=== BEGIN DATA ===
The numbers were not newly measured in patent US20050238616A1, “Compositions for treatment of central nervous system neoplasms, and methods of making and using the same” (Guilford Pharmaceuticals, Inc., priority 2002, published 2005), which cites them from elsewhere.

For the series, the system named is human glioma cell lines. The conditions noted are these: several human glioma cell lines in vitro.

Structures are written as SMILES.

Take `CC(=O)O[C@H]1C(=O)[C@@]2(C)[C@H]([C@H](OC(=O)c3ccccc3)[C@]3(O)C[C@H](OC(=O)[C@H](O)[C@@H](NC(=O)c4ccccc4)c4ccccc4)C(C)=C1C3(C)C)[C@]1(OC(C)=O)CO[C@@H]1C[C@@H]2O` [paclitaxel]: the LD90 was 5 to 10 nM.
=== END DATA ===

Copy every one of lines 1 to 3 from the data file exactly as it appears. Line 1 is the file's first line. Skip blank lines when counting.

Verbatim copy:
The numbers were not newly measured in patent US20050238616A1, “Compositions for treatment of central nervous system neoplasms, and methods of making and using the same” (Guilford Pharmaceuticals, Inc., priority 2002, published 2005), which cites them from elsewhere.

For the series, the system named is human glioma cell lines. The conditions noted are these: several human glioma cell lines in vitro.

Structures are written as SMILES.